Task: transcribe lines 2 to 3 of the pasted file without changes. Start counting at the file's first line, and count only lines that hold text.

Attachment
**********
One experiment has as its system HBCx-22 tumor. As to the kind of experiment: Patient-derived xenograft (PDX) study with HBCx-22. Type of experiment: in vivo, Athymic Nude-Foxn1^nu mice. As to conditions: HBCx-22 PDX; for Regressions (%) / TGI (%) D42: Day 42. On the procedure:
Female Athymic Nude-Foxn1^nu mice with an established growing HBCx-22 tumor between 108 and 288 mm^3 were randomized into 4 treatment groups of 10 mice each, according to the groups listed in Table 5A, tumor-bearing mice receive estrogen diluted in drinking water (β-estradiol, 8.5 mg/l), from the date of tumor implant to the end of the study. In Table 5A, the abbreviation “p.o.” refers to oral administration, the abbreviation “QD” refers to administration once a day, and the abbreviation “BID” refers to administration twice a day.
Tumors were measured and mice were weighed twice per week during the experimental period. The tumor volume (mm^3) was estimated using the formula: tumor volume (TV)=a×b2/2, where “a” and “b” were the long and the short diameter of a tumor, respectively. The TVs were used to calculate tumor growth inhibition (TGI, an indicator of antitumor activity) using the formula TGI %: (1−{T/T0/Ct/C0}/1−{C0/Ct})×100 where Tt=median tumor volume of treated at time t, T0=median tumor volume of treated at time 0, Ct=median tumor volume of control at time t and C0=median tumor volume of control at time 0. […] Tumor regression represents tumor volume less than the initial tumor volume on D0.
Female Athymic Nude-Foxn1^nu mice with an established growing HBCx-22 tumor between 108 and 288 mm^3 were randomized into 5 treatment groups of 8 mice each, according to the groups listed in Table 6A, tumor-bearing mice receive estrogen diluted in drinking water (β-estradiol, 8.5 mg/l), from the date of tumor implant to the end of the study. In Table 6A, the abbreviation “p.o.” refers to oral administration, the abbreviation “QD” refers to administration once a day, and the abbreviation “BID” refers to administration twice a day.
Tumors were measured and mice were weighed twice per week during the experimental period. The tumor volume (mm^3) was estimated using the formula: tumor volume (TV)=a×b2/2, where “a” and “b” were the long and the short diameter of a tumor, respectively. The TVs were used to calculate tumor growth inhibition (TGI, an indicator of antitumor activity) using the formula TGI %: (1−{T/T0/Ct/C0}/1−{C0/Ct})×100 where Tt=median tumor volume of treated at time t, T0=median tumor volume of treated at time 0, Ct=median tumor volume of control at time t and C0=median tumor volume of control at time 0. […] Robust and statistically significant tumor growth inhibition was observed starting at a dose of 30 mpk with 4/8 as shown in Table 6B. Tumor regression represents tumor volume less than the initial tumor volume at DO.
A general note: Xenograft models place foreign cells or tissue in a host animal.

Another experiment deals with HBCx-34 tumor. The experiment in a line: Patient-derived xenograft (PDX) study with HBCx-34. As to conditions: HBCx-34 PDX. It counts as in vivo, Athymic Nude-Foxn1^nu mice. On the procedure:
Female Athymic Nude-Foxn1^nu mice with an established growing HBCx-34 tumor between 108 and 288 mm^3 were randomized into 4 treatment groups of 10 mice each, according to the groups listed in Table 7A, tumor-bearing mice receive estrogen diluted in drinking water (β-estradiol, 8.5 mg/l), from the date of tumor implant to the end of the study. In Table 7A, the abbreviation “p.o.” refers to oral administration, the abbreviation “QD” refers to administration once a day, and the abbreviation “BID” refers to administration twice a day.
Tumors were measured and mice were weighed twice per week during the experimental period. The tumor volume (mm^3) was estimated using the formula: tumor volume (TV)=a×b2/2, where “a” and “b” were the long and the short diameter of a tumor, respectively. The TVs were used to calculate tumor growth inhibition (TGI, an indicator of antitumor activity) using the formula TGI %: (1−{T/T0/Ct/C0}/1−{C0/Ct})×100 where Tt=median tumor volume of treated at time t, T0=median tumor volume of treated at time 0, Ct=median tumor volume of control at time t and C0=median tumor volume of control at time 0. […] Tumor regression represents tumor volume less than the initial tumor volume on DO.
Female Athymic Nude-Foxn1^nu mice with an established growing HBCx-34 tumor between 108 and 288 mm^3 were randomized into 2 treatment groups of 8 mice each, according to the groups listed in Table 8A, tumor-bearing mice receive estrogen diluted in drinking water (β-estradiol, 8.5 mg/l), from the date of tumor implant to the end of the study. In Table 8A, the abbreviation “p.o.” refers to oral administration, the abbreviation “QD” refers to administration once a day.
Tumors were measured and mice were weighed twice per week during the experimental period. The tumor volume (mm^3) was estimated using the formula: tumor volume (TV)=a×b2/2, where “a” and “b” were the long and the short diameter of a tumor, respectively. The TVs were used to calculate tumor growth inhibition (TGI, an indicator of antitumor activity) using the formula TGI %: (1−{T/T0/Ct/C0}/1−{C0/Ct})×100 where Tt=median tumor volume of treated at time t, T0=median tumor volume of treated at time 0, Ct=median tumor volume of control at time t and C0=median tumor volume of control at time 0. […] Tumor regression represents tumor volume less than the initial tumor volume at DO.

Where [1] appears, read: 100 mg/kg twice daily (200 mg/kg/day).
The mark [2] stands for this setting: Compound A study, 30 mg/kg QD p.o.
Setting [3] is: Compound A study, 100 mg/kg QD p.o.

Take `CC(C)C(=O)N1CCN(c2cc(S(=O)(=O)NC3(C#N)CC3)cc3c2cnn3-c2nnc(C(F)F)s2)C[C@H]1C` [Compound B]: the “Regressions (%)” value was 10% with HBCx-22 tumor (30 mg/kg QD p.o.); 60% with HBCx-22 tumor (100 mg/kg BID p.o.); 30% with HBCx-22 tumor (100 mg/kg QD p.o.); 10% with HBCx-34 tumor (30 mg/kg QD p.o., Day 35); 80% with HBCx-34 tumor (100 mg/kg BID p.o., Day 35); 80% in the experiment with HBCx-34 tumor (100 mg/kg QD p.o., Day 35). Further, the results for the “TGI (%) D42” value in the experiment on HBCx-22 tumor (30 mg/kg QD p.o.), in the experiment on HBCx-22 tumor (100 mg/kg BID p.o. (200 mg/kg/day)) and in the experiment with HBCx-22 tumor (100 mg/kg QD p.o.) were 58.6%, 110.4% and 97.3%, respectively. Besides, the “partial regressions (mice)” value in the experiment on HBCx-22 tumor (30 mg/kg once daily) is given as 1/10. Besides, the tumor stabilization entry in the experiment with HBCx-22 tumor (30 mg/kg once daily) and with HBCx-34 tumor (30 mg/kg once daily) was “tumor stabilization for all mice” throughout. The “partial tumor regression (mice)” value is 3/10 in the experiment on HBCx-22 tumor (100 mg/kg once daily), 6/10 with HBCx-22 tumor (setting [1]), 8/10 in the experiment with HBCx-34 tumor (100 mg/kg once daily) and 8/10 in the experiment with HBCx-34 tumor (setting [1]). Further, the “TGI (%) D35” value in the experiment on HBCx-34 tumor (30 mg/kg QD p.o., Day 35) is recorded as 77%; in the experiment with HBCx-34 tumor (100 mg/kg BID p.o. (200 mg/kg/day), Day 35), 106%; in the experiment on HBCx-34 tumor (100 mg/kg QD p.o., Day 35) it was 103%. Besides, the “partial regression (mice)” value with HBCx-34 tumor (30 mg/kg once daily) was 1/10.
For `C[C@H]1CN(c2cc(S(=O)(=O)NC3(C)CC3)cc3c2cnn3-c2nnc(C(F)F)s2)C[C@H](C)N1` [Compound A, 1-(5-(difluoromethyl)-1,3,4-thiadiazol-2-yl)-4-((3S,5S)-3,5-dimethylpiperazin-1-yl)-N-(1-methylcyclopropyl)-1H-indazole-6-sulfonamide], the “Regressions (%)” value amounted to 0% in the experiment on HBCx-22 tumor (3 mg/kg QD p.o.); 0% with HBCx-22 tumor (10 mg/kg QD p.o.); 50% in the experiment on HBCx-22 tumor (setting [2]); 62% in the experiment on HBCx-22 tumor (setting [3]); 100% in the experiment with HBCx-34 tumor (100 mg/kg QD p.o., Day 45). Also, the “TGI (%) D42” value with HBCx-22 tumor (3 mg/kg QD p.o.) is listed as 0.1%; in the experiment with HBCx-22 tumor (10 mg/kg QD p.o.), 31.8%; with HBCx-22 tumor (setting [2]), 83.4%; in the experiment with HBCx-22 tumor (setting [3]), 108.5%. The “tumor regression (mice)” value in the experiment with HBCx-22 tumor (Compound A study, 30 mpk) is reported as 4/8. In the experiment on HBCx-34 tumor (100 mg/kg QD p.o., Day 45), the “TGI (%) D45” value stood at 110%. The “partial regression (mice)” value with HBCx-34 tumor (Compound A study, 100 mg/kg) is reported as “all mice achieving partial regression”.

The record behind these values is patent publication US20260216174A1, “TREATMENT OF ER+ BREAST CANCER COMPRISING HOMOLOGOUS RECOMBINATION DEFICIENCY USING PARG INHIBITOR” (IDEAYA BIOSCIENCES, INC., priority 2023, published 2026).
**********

Female Athymic Nude-Foxn1^nu mice with an established growing HBCx-22 tumor between 108 and 288 mm^3 were randomized into 4 treatment groups of 10 mice each, according to the groups listed in Table 5A, tumor-bearing mice receive estrogen diluted in drinking water (β-estradiol, 8.5 mg/l), from the date of tumor implant to the end of the study. In Table 5A, the abbreviation “p.o.” refers to oral administration, the abbreviation “QD” refers to administration once a day, and the abbreviation “BID” refers to administration twice a day.
Tumors were measured and mice were weighed twice per week during the experimental period. The tumor volume (mm^3) was estimated using the formula: tumor volume (TV)=a×b2/2, where “a” and “b” were the long and the short diameter of a tumor, respectively. The TVs were used to calculate tumor growth inhibition (TGI, an indicator of antitumor activity) using the formula TGI %: (1−{T/T0/Ct/C0}/1−{C0/Ct})×100 where Tt=median tumor volume of treated at time t, T0=median tumor volume of treated at time 0, Ct=median tumor volume of control at time t and C0=median tumor volume of control at time 0. […] Tumor regression represents tumor volume less than the initial tumor volume on D0.